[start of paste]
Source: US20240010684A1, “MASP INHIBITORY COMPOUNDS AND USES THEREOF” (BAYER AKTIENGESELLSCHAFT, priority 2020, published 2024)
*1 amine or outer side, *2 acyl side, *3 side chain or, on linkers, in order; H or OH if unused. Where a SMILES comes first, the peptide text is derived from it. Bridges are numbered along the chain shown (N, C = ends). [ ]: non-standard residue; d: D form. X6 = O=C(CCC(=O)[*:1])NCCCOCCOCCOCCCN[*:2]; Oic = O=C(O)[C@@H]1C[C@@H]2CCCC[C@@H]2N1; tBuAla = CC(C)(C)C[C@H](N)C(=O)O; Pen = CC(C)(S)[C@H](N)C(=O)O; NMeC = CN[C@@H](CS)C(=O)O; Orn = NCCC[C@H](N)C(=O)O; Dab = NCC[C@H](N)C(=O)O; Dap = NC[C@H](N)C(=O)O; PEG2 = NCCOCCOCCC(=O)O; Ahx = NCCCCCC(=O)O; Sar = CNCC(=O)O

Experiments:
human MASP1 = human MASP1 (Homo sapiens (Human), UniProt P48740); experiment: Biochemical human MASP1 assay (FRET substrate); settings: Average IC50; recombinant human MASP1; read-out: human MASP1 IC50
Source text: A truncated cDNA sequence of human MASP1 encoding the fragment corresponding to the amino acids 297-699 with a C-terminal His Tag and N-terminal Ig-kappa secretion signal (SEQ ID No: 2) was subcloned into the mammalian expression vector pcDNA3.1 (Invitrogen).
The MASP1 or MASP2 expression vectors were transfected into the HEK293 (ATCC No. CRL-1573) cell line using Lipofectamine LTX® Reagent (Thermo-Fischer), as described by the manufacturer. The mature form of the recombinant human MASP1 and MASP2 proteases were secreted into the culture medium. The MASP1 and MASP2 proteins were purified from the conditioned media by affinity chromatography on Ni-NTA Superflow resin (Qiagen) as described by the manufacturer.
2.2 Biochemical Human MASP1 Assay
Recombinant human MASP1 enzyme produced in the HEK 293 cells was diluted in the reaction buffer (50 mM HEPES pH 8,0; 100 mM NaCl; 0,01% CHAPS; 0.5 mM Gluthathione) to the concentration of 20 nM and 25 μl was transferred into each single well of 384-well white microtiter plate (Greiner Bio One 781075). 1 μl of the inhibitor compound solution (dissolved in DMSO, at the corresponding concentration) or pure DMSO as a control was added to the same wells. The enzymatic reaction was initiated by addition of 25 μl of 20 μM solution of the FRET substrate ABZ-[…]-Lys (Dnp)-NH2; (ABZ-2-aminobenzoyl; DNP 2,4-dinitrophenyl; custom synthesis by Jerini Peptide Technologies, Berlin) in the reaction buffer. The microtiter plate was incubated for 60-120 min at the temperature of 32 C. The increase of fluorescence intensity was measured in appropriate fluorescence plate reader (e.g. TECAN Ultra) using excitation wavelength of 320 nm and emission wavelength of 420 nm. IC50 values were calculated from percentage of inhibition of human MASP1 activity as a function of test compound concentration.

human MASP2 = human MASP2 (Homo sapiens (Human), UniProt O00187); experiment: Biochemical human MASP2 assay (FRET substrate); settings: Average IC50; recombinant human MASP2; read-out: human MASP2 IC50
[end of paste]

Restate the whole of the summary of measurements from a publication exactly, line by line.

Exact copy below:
Source: US20240010684A1, “MASP INHIBITORY COMPOUNDS AND USES THEREOF” (BAYER AKTIENGESELLSCHAFT, priority 2020, published 2024)
*1 amine or outer side, *2 acyl side, *3 side chain or, on linkers, in order; H or OH if unused. Where a SMILES comes first, the peptide text is derived from it. Bridges are numbered along the chain shown (N, C = ends). [ ]: non-standard residue; d: D form. X6 = O=C(CCC(=O)[*:1])NCCCOCCOCCOCCCN[*:2]; Oic = O=C(O)[C@@H]1C[C@@H]2CCCC[C@@H]2N1; tBuAla = CC(C)(C)C[C@H](N)C(=O)O; Pen = CC(C)(S)[C@H](N)C(=O)O; NMeC = CN[C@@H](CS)C(=O)O; Orn = NCCC[C@H](N)C(=O)O; Dab = NCC[C@H](N)C(=O)O; Dap = NC[C@H](N)C(=O)O; PEG2 = NCCOCCOCCC(=O)O; Ahx = NCCCCCC(=O)O; Sar = CNCC(=O)O

Experiments:
human MASP1 = human MASP1 (Homo sapiens (Human), UniProt P48740); experiment: Biochemical human MASP1 assay (FRET substrate); settings: Average IC50; recombinant human MASP1; read-out: human MASP1 IC50
Source text: A truncated cDNA sequence of human MASP1 encoding the fragment corresponding to the amino acids 297-699 with a C-terminal His Tag and N-terminal Ig-kappa secretion signal (SEQ ID No: 2) was subcloned into the mammalian expression vector pcDNA3.1 (Invitrogen).
The MASP1 or MASP2 expression vectors were transfected into the HEK293 (ATCC No. CRL-1573) cell line using Lipofectamine LTX® Reagent (Thermo-Fischer), as described by the manufacturer. The mature form of the recombinant human MASP1 and MASP2 proteases were secreted into the culture medium. The MASP1 and MASP2 proteins were purified from the conditioned media by affinity chromatography on Ni-NTA Superflow resin (Qiagen) as described by the manufacturer.
2.2 Biochemical Human MASP1 Assay
Recombinant human MASP1 enzyme produced in the HEK 293 cells was diluted in the reaction buffer (50 mM HEPES pH 8,0; 100 mM NaCl; 0,01% CHAPS; 0.5 mM Gluthathione) to the concentration of 20 nM and 25 μl was transferred into each single well of 384-well white microtiter plate (Greiner Bio One 781075). 1 μl of the inhibitor compound solution (dissolved in DMSO, at the corresponding concentration) or pure DMSO as a control was added to the same wells. The enzymatic reaction was initiated by addition of 25 μl of 20 μM solution of the FRET substrate ABZ-[…]-Lys (Dnp)-NH2; (ABZ-2-aminobenzoyl; DNP 2,4-dinitrophenyl; custom synthesis by Jerini Peptide Technologies, Berlin) in the reaction buffer. The microtiter plate was incubated for 60-120 min at the temperature of 32 C. The increase of fluorescence intensity was measured in appropriate fluorescence plate reader (e.g. TECAN Ultra) using excitation wavelength of 320 nm and emission wavelength of 420 nm. IC50 values were calculated from percentage of inhibition of human MASP1 activity as a function of test compound concentration.

human MASP2 = human MASP2 (Homo sapiens (Human), UniProt O00187); experiment: Biochemical human MASP2 assay (FRET substrate); settings: Average IC50; recombinant human MASP2; read-out: human MASP2 IC50